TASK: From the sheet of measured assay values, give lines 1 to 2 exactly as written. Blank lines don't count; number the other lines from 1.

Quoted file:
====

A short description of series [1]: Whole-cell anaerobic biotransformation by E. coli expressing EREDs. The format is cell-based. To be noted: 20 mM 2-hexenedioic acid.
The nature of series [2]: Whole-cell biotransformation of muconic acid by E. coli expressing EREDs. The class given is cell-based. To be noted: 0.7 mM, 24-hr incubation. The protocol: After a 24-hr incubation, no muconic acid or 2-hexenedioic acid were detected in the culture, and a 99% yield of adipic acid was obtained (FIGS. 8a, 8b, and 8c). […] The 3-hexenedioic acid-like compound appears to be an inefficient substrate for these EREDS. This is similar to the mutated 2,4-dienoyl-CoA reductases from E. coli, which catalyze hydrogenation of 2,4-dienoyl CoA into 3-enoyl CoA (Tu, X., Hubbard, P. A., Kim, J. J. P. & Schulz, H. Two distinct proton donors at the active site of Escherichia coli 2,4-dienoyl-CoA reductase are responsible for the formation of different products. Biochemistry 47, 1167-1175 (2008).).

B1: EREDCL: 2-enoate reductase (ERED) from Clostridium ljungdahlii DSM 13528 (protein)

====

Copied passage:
A short description of series [1]: Whole-cell anaerobic biotransformation by E. coli expressing EREDs. The format is cell-based. To be noted: 20 mM 2-hexenedioic acid.
The nature of series [2]: Whole-cell biotransformation of muconic acid by E. coli expressing EREDs. The class given is cell-based. To be noted: 0.7 mM, 24-hr incubation. The protocol: After a 24-hr incubation, no muconic acid or 2-hexenedioic acid were detected in the culture, and a 99% yield of adipic acid was obtained (FIGS. 8a, 8b, and 8c). […] The 3-hexenedioic acid-like compound appears to be an inefficient substrate for these EREDS. This is similar to the mutated 2,4-dienoyl-CoA reductases from E. coli, which catalyze hydrogenation of 2,4-dienoyl CoA into 3-enoyl CoA (Tu, X., Hubbard, P. A., Kim, J. J. P. & Schulz, H. Two distinct proton donors at the active site of Escherichia coli 2,4-dienoyl-CoA reductase are responsible for the formation of different products. Biochemistry 47, 1167-1175 (2008).).